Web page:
FIVE YEARS AGO, Joan Osborne burst on to the music scene with her major label debut, Relish. The success of her hit, One Of Us, and subsequent Grammy nominations were followed by the sort of lull that takes many first time stars out of the public eye and into one-hit wonder status.
However, Osborne is back with the album Righteous Love. It is a delight for a number of reasons, not the least of which is a growing spiritual dimension to her work.
Relish was notable for many reasons, but chief was the fact that her soulful and sultry alto wrapped itself around lyrics that had God as a reference point. However, a song like One Of Us, which posed the scenario of God as “just a slob like one of us; just a stranger on the bus” was the exception. More typical were more obtuse reference points. While anything but devotional, they remained fascinating for a Christian listener not used to hearing about God in a secular song.
However, there are far more indications on Righteous Love that God is the object of Osborne’s quest. There is nothing to imply a specificity to the Triune God of orthodox Christianity; in fact, the influence of eastern spirituality has lots of clues, such as the conspicuous entry of sitars and the like this time around.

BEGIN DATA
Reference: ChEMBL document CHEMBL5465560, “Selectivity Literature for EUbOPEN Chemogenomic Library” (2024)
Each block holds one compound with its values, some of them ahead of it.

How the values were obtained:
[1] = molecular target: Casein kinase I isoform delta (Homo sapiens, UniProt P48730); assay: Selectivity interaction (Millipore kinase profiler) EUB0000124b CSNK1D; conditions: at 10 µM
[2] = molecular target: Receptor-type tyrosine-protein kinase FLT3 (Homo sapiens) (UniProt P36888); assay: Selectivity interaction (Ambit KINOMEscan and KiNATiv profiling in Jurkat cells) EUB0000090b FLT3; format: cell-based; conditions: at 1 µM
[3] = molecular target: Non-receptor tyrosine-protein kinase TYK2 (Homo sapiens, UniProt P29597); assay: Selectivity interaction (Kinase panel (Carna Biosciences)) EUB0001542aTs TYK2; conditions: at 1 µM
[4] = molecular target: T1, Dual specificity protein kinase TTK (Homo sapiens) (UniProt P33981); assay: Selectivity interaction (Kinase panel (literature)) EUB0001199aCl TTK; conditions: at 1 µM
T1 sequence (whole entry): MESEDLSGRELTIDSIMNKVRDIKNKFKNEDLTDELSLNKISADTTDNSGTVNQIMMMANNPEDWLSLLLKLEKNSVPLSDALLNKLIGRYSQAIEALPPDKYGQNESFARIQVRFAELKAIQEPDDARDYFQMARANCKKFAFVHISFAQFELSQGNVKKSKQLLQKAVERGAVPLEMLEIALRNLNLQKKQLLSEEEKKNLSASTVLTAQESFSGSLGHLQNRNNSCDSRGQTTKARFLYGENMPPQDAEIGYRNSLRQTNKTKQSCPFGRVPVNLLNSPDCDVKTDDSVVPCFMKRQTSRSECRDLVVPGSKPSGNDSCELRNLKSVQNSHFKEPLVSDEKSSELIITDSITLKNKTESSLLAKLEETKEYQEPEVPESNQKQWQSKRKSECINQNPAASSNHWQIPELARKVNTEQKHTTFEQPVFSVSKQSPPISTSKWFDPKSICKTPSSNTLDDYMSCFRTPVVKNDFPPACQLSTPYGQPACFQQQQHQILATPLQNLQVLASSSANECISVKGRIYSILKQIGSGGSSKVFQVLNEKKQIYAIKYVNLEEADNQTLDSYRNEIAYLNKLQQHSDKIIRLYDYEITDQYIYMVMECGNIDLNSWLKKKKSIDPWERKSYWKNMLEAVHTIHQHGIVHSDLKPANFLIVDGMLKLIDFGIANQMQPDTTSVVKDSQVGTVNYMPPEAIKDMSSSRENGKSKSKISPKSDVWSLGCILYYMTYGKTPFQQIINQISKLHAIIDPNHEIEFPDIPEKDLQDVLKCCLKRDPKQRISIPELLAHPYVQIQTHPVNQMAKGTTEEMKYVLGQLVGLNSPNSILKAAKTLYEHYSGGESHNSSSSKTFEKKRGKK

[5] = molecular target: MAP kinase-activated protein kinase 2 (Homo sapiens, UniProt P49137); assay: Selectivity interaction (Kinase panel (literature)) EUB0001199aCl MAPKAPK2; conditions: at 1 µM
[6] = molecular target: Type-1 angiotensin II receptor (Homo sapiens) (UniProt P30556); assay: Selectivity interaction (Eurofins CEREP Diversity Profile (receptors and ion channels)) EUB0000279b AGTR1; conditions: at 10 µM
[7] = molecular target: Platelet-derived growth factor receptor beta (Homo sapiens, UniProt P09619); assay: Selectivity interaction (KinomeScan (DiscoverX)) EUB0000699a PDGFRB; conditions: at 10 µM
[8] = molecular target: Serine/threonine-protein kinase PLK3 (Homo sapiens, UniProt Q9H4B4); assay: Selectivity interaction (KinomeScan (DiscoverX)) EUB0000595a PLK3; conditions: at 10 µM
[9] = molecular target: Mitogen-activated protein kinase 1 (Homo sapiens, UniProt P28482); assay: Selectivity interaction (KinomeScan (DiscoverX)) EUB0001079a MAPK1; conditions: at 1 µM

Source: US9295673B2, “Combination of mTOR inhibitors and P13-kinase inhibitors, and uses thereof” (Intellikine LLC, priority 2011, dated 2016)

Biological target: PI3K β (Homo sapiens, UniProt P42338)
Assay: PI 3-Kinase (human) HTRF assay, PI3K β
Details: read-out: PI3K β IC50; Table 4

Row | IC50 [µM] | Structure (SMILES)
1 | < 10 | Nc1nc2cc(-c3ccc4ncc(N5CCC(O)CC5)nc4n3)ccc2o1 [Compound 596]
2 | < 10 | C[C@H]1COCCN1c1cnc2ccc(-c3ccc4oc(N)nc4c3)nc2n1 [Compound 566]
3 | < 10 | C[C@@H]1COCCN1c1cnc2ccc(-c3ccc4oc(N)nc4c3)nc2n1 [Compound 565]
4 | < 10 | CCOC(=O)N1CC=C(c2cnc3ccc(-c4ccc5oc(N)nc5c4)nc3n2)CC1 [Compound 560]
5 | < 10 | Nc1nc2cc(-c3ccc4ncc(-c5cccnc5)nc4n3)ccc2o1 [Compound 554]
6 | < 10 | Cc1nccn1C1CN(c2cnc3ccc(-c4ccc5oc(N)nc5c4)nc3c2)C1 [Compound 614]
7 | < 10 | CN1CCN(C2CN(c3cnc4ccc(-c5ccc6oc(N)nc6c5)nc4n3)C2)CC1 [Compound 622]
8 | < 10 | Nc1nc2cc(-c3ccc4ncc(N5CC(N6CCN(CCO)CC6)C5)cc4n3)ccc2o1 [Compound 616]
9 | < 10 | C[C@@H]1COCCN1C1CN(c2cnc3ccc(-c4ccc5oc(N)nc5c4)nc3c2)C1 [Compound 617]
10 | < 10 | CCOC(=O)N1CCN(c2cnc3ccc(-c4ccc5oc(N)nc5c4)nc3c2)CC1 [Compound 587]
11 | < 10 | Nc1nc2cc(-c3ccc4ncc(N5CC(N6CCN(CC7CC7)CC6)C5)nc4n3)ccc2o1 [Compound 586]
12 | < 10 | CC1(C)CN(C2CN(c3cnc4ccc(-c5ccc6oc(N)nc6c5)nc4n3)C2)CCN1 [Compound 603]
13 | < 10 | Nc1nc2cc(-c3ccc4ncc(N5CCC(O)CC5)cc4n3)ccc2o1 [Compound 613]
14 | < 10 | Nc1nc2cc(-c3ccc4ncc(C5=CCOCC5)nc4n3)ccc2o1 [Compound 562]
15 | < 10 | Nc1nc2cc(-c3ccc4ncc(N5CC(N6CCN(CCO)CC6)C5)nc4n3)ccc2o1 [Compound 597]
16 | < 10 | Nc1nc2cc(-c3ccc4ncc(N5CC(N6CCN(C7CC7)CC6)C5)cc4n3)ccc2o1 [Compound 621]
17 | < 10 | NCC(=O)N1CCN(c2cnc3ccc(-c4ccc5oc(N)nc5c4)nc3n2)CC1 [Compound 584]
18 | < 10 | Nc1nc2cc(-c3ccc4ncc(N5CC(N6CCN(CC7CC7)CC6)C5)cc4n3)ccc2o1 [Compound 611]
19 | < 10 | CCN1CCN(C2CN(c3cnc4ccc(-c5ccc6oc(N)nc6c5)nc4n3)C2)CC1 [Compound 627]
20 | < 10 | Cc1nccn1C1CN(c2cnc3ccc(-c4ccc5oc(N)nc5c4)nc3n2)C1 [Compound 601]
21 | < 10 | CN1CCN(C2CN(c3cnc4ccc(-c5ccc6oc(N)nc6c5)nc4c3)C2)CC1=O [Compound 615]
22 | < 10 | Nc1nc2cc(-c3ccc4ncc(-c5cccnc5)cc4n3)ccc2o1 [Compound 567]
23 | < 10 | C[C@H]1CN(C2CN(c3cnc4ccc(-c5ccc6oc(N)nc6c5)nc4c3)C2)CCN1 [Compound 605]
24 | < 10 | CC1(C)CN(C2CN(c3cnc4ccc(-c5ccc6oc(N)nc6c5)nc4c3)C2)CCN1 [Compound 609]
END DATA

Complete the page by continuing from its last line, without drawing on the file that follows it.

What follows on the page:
There is much, though, to suggest a search going on in the life of a 38-year-old. “I’m bouncing you a message off the night sky,” she sings in the album opener, Running Out Of Time, melding the Eastern sounds and her funky groove into a straight North American back beat.
By the time of the next-to-last track, Poison Apples (Hallelujah), Osborne as Eve wails to her Adam “See, God would never be so cruel to make me live without your face.”
Osborne also drops hints of personal pain as a trigger for both spiritual search and artistic expression. Her melodic backdrop is a sultry groove in a straight pop beat in the relatively upbeat Safety In Numbers. The message, though, is direct. “There is safety in numbers,” she declares. “No one will ever get near me again.”
There are covers ranging from the impish (Gary Wright’s Love Is Alive) to the profound (Bob Dylan’s Make You Feel My Love.) However, the meat of Righteous Love is the ongoing journey of an artist who makes a welcome return with an album displaying artistic and personal growth. Wilfred Langmaid is Anglican chaplain of the University of New Brunswick, Fredericton, and music critic for the Fredericton Gleaner.